June Comps Mixed

Going into the third quarter, footwear companies are better positioned than apparel firms even as consumers continue searching for bargains, said industry experts.

As news broke that retailers posted weaker-than-expected June sales results Thursday, analysts told Footwear News that strong demand for boots in the upcoming back-to-school season will help shoe companies weather what has been a volatile sales year.

“The boot business last year was very good and some people think we can’t possibly have another good boot year. But I think we will, because there’s nothing to replace it, and it’s a trend that has legs,” said Jeff Van Sinderen, analyst at B. Riley & Co. “Boots have mind share with the customer.”

“My suspicion is that the footwear space looks a lot like the apparel space with a fair amount of discounting going on, but footwear may be slightly better just because that seems to be the trend,” said Morningstar analyst RJ Hottovy.

Van Sinderen agreed. “Although footwear companies post quarterly, not monthly comps, across the board I’m hard-pressed to find publicly listed footwear companies whose businesses are not getting better,” he said.

Retailers reported mixed results for June, with department stores appearing to have fared slightly better than their specialty store counterparts. Macy’s Inc. registered a 6.5 percent comparable-store sales increase for the month, while Dillard’s Inc. and The Bon-Ton Stores Inc. posted gains of 2 percent and 1.4 percent, respectively.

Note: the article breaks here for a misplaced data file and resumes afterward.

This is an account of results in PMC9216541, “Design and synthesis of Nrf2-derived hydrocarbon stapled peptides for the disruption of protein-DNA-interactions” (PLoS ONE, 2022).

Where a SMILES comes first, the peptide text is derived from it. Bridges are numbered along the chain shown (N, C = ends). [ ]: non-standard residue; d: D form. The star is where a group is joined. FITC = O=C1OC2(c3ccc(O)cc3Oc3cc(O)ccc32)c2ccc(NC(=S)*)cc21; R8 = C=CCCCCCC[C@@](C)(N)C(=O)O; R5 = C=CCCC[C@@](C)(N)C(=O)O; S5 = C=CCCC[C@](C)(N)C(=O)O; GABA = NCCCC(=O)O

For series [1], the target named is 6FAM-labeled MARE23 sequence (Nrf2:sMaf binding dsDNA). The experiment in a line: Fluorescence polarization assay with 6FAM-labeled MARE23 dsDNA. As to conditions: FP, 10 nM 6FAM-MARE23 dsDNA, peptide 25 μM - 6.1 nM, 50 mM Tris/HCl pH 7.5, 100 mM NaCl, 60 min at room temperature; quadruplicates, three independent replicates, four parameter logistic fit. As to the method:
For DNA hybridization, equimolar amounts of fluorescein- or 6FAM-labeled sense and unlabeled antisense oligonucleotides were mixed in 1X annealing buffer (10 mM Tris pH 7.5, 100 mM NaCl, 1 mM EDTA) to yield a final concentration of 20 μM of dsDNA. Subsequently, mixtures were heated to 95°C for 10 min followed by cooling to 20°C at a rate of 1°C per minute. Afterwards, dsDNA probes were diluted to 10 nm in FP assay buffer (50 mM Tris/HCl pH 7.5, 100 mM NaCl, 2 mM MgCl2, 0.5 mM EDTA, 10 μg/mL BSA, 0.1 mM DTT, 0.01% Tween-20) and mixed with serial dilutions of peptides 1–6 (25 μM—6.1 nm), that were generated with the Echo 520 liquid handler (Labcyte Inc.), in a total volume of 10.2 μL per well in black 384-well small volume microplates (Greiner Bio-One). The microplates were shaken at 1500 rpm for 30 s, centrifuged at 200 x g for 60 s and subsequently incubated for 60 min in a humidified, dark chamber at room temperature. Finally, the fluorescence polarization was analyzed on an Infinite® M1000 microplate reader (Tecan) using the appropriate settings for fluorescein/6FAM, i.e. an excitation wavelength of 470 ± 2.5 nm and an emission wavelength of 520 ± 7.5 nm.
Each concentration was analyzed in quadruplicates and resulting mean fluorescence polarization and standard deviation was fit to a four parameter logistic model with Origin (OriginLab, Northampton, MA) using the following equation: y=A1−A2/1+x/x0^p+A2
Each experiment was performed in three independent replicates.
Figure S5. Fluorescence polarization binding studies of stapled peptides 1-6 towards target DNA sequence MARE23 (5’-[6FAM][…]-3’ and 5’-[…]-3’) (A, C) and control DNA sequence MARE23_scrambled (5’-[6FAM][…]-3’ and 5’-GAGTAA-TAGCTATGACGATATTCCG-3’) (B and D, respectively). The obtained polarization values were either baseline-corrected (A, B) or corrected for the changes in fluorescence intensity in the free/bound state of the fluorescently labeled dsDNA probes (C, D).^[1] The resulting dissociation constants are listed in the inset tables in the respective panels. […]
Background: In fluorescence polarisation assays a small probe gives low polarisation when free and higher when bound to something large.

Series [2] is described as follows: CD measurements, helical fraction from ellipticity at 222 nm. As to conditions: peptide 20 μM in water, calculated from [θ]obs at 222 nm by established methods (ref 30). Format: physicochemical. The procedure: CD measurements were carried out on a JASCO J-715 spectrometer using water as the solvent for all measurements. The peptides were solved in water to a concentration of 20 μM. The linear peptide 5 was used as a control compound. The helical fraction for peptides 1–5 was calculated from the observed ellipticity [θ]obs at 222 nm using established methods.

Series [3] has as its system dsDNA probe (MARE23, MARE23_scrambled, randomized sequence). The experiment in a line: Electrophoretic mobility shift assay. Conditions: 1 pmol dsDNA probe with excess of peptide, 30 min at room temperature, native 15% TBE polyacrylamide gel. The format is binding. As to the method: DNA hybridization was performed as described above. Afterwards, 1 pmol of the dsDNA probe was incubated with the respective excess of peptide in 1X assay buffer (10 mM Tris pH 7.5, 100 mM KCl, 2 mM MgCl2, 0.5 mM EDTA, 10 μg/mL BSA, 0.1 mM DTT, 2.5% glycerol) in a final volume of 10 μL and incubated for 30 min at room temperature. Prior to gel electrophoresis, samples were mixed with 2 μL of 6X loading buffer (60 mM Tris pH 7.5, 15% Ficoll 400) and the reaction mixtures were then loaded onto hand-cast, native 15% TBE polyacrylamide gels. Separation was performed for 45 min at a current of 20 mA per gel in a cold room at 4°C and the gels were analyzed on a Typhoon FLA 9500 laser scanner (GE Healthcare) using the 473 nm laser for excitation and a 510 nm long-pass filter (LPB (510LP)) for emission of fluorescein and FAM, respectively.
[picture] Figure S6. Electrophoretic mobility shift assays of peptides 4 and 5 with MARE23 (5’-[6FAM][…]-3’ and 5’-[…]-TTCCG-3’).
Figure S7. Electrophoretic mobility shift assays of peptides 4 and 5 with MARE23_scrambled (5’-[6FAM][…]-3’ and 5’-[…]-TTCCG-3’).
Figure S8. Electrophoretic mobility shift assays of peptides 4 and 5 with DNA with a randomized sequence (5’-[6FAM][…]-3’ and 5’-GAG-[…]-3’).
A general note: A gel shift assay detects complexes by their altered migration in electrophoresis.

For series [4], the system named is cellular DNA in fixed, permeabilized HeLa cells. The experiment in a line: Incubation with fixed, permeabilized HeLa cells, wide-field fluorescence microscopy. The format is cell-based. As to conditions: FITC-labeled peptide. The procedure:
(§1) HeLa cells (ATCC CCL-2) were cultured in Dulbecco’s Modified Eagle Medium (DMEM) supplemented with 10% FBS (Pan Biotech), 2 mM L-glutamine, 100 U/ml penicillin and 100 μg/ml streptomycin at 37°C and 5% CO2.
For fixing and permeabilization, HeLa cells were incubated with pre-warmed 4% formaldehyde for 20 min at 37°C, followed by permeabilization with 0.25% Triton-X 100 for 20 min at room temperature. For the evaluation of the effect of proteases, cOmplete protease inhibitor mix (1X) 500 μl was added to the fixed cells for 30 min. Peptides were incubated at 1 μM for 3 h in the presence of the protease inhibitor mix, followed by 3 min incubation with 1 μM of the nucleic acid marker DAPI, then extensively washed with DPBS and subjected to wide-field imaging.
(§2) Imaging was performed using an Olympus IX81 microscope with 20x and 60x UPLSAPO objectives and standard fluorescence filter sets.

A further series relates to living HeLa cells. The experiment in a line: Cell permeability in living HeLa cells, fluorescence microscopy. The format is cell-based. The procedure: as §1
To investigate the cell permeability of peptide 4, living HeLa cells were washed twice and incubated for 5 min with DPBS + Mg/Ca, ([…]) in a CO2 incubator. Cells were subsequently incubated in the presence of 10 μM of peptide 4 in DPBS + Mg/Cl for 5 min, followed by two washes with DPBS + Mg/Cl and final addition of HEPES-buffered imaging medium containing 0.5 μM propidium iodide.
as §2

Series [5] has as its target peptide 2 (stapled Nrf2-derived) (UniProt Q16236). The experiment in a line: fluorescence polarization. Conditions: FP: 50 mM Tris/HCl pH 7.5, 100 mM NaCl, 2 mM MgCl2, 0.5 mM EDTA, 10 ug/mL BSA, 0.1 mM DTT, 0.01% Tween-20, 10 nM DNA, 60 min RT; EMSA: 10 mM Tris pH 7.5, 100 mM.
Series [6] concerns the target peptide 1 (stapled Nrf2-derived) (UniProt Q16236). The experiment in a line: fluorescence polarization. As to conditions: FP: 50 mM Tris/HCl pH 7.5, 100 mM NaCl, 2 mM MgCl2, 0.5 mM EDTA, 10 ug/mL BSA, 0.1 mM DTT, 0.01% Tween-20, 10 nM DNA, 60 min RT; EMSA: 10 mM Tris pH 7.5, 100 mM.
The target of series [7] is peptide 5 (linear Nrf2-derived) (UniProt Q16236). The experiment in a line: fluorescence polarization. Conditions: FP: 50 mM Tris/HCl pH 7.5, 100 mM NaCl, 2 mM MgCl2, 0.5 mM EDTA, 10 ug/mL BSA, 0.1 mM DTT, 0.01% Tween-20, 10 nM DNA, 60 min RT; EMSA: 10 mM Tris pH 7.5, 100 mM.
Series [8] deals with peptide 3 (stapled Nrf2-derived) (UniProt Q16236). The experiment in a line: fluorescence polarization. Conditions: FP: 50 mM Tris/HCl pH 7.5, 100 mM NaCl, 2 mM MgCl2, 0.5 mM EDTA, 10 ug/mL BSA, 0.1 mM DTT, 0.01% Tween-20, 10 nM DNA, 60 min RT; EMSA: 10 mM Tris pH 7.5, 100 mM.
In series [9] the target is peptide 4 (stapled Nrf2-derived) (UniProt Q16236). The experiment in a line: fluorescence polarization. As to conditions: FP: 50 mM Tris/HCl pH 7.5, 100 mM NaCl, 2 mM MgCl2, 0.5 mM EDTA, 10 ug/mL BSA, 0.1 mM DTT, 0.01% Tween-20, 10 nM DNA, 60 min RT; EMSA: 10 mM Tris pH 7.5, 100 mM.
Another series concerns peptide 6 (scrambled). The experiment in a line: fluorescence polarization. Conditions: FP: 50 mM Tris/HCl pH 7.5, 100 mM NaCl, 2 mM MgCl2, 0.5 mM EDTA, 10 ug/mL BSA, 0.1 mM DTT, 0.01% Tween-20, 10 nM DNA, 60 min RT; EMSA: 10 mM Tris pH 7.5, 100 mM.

Nordstrom Inc. led among upscale retailers with a 14.1 percent advance and cited women’s shoes as its third best performing category after dresses and jewelry, while Saks Inc. posted a 2.5 increase for the month. Neiman Marcus Inc. was up 3 percent.

But Gap Inc.’s comps were flat for the month — with Gap down 3 percent in the U.S., Old Navy flat and Banana Republic up 6 percent. Among teen retailers, American Eagle Outfitters Inc. was down 1 percent and The Buckle Inc., long one of the top performers in the sector, experienced a 7.3 percent decline.

“We have to be careful looking at June because it really is a clearance month,” said Van Sinderen. “My theory is that the consumer right now is very event-driven. They need a reason to shop — either because they absolutely must have a product that they love, or everything is on sale and they perceive great value, or because they have to buy a gift.”

Analysts expect a positive, low single-digit rise in July as comparisons continue from low bases last year. But they are split on what happens after that.

While Hottovy said he thinks growth with start slowing in August and September, Van Sinderen thinks those two months will see peak back-to-school traffic.

“After that you’ll see a lull, then it’s holiday. It’s going to be peaky,” said Van Sinderen.

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